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Impact Evaluation of the Public Safety and Recreational Firearms Use Protection Act of 1994

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Document date: March 13, 1997
Released online: March 13, 1997

Final Report Supported under award #95-IJ-CX-0111 from the National Institute of Justice, Office of Justice Programs, U.S. Department of Justice. Points of view in this document are those of the author(s) and do not necessarily represent the official position of the U.S. Department of Justice.

The views expressed are those of the author and do not necessarily reflect those of the Urban Institute, its board, its sponsors, or other authors in the series.

Note: This report is available in its entirety in the Portable Document Format (PDF).


Title XI of the Violent Crime Control and Law Enforcement Act of 1994 (the Crime Control Act) took effect on September 13, 1994. Subtitle A banned the manufacture, transfer, and possession of designated semiautomatic assault weapons. It also banned "large-capacity" magazines, which were defined as ammunition feeding devices designed to hold more than 10 rounds. Finally, it required a study of the effects of these bans, with particular emphasis on violent and drug trafficking crime, to be conducted within 30 months following the effective date of the bans. To satisfy the study requirement, the National Institute of Justice (NIJ) awarded a grant to The Urban Institute for an impact evaluation of Subtitle A. This report contains the study findings.

In defining assault weapons, Subtitle A banned 8 named categories of rifles and handguns. It also banned exact copies of the named guns, revolving cylinder shotguns, and guns with detachable magazines that were manufactured with certain features such as flash suppressors and folding rifle stocks. The ban specifically exempted grandfathered assault weapons and magazines that had been manufactured before the ban took effect. Implicitly, the ban exempts all other guns; several of these, which we treated as legal substitutes, closely resemble the banned guns but are not classified as exact copies.

Among other characteristics, ban proponents cited the capacity of these weapons, most of which had been originally designed for military use, to fire many bullets rapidly. While this capacity had been demonstrated in several highly publicized mass murders in the decade before 1994, ban supporters argued that it was largely irrelevant for hunting, competitive shooting, and self-defense. Therefore, it was argued, the ban could prevent violent crimes with only a small burden on law-abiding gun owners. Some of our own analyses added evidence that assault weapons are disproportionately involved in murders with multiple victims, multiple wounds per victim, and police officers as victims.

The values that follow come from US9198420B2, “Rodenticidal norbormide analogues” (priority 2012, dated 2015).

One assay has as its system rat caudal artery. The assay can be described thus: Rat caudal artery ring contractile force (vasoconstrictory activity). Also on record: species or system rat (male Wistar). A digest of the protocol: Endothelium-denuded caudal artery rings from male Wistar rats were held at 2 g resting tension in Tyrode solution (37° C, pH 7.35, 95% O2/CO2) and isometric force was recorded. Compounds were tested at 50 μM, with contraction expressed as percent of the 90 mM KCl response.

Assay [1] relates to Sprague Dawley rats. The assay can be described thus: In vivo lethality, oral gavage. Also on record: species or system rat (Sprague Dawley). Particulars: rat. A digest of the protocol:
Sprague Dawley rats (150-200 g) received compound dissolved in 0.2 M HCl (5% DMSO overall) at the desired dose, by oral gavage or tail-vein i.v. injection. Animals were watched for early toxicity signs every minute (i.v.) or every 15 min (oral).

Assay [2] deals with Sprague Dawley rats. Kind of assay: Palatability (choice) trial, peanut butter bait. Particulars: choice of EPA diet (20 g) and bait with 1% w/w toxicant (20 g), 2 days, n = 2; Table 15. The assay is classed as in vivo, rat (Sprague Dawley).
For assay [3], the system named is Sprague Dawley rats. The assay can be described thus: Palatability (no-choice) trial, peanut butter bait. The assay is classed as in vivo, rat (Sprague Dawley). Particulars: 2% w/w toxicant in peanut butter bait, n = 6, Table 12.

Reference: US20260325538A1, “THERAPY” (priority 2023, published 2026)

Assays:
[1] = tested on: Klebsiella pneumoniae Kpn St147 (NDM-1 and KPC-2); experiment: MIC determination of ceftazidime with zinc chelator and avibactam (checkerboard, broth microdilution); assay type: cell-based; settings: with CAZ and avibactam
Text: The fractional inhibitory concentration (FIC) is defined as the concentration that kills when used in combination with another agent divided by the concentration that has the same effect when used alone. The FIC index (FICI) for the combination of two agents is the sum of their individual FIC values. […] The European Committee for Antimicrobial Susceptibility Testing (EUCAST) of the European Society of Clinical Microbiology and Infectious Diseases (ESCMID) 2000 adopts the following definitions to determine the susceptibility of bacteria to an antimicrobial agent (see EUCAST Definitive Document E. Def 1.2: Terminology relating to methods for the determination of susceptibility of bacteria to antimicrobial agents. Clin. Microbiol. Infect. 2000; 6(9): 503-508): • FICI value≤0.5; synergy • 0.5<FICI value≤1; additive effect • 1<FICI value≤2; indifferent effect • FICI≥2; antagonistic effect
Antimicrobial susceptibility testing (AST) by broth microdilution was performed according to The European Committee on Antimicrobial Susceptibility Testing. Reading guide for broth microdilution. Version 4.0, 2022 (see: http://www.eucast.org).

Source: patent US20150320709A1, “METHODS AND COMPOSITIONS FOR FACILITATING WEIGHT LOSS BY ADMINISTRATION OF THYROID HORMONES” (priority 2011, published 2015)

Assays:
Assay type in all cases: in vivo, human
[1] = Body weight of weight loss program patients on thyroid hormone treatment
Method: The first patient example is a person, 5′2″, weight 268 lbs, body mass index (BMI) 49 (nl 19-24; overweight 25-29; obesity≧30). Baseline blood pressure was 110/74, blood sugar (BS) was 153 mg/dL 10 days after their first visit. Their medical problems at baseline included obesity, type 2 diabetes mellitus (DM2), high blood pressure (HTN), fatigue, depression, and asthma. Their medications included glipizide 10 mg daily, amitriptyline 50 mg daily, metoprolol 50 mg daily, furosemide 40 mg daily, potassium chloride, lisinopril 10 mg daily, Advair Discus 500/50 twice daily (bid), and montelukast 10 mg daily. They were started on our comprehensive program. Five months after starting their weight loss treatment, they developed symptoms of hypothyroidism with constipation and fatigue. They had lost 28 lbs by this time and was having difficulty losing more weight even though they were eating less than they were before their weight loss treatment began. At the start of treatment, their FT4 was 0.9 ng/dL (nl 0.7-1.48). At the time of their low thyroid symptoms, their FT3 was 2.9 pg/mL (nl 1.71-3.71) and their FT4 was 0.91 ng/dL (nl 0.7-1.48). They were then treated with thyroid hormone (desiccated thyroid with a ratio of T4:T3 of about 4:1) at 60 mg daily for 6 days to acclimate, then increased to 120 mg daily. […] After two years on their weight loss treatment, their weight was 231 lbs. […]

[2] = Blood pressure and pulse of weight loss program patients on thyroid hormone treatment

To reduce levels of these crimes, the law must increase the scarcity of the banned weapons. Scarcity would be reflected in higher prices not only in the primary markets where licensed dealers create records of sales to legally eligible purchasers, but also in secondary markets that lack such records. Although most secondary-market transfers are legal, minors, convicted felons, and other ineligible purchasers may purchase guns in them (usually at highly inflated prices) without creating records. In theory, higher prices in secondary markets would discourage criminal use of assault weapons, thereby reducing levels of the violent crimes in which assault weapons are disproportionately used.

For these reasons, our analysis considered potential ban effects on gun markets, on assault weapon use in crime, and on lethal consequences of assault weapon use. However, the statutory schedule for this study constrained our findings to short-run effects, which are not necessarily a reliable guide to long-term effects. The timing also limited the power of our statistical analyses to detect worthwhile ban effects that may have occurred. Most fundamentally, because the banned guns and magazines were never used in more than a fraction of all gun murders, even the maximum theoretically achievable preventive effect of the ban on gun murders is almost certainly too small to detect statistically with only one year of post-ban crime data.

With these cautions in mind, our analysis suggests that the primary-market prices of the banned guns and magazines rose by upwards of 50 percent during 1993 and 1994, while the ban was being debated, as gun distributors, dealers, and collectors speculated that the banned weapons would become expensive collectors' items. However, production of the banned guns also surged, so that more than an extra year's normal supply of assault weapons and legal substitutes was manufactured during 1994. After the ban took effect, primary-market prices of the banned guns and most large-capacity magazines fell to nearly pre-ban levels and remained there at least through mid-1996, reflecting both the oversupply of grandfathered guns and the variety of legal substitutes that emerged around the time of the ban.

Even though the expected quick profits failed to materialize, we found no strong evidence to date that licensed dealers have increased "off the books" sales of assault weapons in secondary markets and concealed them with false stolen gun reports. Stolen gun reports for assault weapons did increase slightly after the ban took effect, but by less than reported thefts of unbanned large-capacity semiautomatic handguns, which began rising well before the ban.